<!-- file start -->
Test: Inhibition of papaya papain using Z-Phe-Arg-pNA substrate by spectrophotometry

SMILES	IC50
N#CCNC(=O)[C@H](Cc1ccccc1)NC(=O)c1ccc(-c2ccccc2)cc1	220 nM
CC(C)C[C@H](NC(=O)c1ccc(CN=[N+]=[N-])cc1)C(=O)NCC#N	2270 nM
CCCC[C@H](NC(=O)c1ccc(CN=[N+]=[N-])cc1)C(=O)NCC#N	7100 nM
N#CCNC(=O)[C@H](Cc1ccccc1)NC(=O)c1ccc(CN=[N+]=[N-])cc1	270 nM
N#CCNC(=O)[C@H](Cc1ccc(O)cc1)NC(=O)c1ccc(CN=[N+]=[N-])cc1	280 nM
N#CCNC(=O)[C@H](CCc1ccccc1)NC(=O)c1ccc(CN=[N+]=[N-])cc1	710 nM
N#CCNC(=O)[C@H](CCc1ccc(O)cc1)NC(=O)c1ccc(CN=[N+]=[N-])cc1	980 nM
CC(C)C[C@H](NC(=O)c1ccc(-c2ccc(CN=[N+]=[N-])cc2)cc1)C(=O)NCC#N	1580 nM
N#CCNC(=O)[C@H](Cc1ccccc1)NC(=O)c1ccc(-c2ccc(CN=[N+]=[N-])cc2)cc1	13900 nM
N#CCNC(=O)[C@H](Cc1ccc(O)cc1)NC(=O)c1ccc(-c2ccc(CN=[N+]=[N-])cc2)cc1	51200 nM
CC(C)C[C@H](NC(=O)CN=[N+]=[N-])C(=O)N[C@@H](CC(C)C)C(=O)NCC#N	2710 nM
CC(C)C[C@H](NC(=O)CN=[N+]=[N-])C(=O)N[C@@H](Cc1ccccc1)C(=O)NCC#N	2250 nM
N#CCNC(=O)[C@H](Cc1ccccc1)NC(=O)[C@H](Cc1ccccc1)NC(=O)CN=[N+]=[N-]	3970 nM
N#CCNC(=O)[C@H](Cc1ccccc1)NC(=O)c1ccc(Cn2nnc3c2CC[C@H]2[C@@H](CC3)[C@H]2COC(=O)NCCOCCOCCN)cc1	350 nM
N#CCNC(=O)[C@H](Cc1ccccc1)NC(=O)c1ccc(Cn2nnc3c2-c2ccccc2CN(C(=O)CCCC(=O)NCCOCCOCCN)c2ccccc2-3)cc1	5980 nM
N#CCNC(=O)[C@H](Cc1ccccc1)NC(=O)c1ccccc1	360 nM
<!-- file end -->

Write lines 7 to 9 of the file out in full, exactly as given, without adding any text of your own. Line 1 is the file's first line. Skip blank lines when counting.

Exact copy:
N#CCNC(=O)[C@H](Cc1ccc(O)cc1)NC(=O)c1ccc(CN=[N+]=[N-])cc1	280 nM
N#CCNC(=O)[C@H](CCc1ccccc1)NC(=O)c1ccc(CN=[N+]=[N-])cc1	710 nM
N#CCNC(=O)[C@H](CCc1ccc(O)cc1)NC(=O)c1ccc(CN=[N+]=[N-])cc1	980 nM